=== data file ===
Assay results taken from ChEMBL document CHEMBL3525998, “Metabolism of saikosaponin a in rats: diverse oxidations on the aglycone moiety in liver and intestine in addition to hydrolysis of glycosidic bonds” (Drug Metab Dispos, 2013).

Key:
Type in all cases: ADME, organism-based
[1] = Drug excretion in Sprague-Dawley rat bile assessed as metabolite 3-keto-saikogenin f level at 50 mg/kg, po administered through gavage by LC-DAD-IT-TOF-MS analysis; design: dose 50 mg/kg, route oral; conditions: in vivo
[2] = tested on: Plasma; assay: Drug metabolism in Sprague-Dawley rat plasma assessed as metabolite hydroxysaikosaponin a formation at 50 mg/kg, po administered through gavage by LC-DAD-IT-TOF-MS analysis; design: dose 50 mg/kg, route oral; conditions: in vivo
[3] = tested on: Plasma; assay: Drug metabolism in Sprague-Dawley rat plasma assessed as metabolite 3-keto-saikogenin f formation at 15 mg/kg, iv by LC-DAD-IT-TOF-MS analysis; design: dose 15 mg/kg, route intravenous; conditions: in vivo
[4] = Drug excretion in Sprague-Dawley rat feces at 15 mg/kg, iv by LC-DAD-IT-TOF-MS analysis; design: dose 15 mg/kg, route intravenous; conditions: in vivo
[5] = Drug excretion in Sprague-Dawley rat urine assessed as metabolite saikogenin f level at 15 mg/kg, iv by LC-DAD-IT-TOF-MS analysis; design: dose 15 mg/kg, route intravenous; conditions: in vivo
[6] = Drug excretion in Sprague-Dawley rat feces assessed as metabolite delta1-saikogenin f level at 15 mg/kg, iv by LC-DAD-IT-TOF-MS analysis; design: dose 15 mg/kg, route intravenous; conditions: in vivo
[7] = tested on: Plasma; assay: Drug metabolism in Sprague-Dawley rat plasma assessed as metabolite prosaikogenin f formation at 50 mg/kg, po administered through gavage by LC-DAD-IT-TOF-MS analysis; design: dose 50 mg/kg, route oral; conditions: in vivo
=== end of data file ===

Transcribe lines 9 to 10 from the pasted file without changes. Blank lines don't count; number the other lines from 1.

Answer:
[6] = Drug excretion in Sprague-Dawley rat feces assessed as metabolite delta1-saikogenin f level at 15 mg/kg, iv by LC-DAD-IT-TOF-MS analysis; design: dose 15 mg/kg, route intravenous; conditions: in vivo
[7] = tested on: Plasma; assay: Drug metabolism in Sprague-Dawley rat plasma assessed as metabolite prosaikogenin f formation at 50 mg/kg, po administered through gavage by LC-DAD-IT-TOF-MS analysis; design: dose 50 mg/kg, route oral; conditions: in vivo